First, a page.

As part of your preparation for your new baby, you probably got an infant safety seat for the car. But do you know how to make sure it’s installed properly? And when do you switch to a child safety seat? Learn the ins and outs of safe car travel for your little one.
Young children may bite others out of frustration or stress, or because they feel powerless. Infants and toddlers often bite as a way of exploring their world.
Detailed information on the most common types of ringworm, including diagnosis and treatment
Stuttering is a speech problem. The normal flow of speech is disrupted. A child who stutters repeats or prolongs sounds, syllables, or words. Stuttering is different from repeating words when learning to speak. Stuttering may make it difficult for a child to communicate with others.
Autism spectrum disorder (ASD) is a problem that affects a child’s nervous system and growth and development. It usually shows up during a child’s first 3 years of life.
Learning disorders are sometimes called learning disabilities. Most children with learning disorders have normal intelligence, but they have difficulty with reading, math, or another academic area.
School phobia can be seen in young children going to school for the first time, in older children who fear a bully or mean teacher, and in children who are anxious about leaving their parents.
Enuresis is the medical term for bedwetting, or accidental urination in children who should be able to control their bladder. Girls usually have bladder control before boys do. The diagnosis of enuresis is for girls older than 5 and for boys older than 6.
A spine affected by kyphosis has a forward curvature of the back bones (vertebrae) in the upper back area, giving an abnormally rounded or "humpback" appearance.
Most children rely on backpacks to carry books and supplies to and from school and activities. But a backpack that’s too heavy or doesn’t fit right can cause harm.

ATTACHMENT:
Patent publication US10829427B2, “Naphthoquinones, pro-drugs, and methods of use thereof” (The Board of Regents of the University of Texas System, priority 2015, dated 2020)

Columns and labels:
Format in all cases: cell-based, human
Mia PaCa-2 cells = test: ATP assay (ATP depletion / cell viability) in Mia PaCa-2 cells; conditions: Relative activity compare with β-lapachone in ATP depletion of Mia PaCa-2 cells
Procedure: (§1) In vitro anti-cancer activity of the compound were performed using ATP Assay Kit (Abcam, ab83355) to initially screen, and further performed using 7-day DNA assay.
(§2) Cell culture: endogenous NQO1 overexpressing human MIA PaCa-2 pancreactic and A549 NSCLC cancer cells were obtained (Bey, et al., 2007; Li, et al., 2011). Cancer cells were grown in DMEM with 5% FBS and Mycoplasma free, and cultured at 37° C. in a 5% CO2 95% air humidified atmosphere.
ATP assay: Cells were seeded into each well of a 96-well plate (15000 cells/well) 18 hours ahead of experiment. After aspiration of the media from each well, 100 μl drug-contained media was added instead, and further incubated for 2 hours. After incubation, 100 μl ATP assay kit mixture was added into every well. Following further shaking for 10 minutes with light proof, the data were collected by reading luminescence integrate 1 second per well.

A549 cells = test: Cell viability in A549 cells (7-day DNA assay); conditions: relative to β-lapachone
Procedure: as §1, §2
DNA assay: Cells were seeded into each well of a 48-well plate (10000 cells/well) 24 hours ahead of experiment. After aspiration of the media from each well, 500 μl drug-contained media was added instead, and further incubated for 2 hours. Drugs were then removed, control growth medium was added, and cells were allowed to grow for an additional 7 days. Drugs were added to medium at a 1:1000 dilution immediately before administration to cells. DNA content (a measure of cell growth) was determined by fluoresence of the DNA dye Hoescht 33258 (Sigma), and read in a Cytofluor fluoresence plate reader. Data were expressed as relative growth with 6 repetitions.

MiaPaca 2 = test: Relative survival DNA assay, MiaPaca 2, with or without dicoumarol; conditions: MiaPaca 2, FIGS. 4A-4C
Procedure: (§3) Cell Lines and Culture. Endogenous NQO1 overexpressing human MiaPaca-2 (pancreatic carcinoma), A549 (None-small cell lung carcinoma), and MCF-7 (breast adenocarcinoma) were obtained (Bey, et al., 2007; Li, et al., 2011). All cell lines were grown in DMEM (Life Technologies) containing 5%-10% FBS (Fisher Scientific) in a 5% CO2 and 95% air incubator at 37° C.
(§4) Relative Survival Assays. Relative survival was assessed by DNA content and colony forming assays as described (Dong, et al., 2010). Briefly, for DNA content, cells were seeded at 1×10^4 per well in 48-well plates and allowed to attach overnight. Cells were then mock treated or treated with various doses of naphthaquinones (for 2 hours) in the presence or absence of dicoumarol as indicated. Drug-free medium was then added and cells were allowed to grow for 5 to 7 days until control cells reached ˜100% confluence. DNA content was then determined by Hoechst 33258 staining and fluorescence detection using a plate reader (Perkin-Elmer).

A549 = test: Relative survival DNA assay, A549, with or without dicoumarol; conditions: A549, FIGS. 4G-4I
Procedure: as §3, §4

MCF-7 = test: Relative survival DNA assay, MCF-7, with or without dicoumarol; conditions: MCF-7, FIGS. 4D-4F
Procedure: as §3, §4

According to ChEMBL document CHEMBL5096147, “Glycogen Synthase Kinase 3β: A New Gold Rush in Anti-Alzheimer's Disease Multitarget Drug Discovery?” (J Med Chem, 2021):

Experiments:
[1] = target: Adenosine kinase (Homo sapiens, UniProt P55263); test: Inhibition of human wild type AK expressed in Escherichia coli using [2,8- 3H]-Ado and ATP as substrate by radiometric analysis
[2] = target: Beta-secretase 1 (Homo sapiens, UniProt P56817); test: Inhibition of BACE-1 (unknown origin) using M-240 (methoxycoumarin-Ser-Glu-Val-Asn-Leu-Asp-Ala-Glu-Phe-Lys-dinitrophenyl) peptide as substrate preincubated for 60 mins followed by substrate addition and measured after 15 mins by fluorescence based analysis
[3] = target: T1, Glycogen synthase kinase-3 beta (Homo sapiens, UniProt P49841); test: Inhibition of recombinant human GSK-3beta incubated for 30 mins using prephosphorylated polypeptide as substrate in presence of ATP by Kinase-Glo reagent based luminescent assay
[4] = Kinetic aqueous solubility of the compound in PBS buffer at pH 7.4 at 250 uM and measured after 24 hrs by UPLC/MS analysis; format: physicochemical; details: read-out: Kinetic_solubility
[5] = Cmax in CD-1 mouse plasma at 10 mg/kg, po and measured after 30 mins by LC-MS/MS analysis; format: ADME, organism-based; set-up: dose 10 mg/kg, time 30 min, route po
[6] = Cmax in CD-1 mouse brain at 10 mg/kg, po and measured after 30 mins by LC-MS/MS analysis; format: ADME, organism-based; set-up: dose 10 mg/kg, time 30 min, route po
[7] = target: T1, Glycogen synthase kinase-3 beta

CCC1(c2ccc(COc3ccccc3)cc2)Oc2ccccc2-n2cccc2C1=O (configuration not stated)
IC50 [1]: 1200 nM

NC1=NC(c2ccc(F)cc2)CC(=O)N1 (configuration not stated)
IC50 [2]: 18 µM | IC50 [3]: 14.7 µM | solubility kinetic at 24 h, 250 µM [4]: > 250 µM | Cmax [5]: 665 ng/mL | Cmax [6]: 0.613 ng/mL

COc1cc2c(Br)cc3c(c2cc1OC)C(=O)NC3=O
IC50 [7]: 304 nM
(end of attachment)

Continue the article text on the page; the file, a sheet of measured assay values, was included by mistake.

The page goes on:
ADHD is a behavior disorder marked by inattention, impulsivity, and, in some cases, hyperactivity.
Detailed information on scoliosis, including types, causes, symptoms, diagnosis, and treatment
Thumb sucking is normal in infants and young children. It shouldn't cause any permanent problems if your child stops by age 5.
Hypothyroidism is when the thyroid gland doesn't make enough thyroid hormone. The condition is more common in adults. But it’s the most common thyroid disorder in children. Not enough thyroid hormone leads to signs such as slow growth, lack of activity, and poor performance in school.
The most common cause of hyperthyroidism in the U.S. is an autoimmune disorder called Graves’ disease. Children can develop Graves’ disease, although it's less common in kids than adults.
Achalasia is a rare disease that makes it hard to swallow foods and liquids. In achalasia, there is a problem with the tube that carries food from the mouth to the stomach (esophagus).
Aplastic anemia happens when bone marrow, the spongy tissue inside bones, doesn't make enough red blood cells, white blood cells, and platelets.
Encopresis is when your child leaks stool into his or her underwear. It is also called stool soiling. It is most often because of long-term (chronic) constipation. Encopresis happens to children ages 4 and older who have already been toilet trained.
A person with fluency disorder has trouble speaking in a fluid or flowing way. They may repeat parts of words (stutter) or speak fast and jam words together (clutter).
If a person has severe hearing loss, a cochlear implant may help. A cochlear implant is different from a hearing aid. A hearing aid makes sounds louder and helps someone who has some hearing loss. But a cochlear implant can help a person with very little or no hearing (partial or complete deafness).
A child with a language disorder may have a difficult time understanding written and spoken words, and have trouble speaking. Language problems are a common problem in children, and can be treated.
A child with a speech sound disorder may have trouble saying certain sounds and words beyond the age expected.